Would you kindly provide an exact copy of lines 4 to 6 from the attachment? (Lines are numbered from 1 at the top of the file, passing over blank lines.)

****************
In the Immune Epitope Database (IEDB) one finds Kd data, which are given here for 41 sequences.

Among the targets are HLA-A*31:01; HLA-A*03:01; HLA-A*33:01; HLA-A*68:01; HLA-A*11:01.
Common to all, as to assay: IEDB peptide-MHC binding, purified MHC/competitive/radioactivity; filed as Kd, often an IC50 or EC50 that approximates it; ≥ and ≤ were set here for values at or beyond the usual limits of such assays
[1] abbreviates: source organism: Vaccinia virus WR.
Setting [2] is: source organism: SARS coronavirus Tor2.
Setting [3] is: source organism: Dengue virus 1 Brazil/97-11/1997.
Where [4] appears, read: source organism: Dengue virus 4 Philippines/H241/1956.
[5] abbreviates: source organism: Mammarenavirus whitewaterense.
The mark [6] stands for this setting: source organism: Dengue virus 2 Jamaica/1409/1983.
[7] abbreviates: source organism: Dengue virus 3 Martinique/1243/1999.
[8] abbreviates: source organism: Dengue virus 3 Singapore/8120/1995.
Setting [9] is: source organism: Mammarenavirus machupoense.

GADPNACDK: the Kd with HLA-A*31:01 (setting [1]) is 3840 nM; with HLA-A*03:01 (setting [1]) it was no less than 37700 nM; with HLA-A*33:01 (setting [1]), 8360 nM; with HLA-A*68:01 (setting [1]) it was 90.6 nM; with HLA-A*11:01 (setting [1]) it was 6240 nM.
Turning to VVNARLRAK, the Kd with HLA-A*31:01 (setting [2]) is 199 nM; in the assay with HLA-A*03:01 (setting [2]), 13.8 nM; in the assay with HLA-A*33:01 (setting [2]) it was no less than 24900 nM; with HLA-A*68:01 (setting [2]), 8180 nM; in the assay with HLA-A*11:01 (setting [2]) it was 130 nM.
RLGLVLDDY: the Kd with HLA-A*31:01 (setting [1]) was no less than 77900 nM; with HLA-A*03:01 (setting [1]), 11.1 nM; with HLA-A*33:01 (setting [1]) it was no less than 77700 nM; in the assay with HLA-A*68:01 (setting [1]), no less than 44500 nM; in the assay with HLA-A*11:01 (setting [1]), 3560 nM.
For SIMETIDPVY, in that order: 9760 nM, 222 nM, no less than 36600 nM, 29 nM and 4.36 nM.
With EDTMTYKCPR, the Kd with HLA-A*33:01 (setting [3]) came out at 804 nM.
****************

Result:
[1] abbreviates: source organism: Vaccinia virus WR.
Setting [2] is: source organism: SARS coronavirus Tor2.
Setting [3] is: source organism: Dengue virus 1 Brazil/97-11/1997.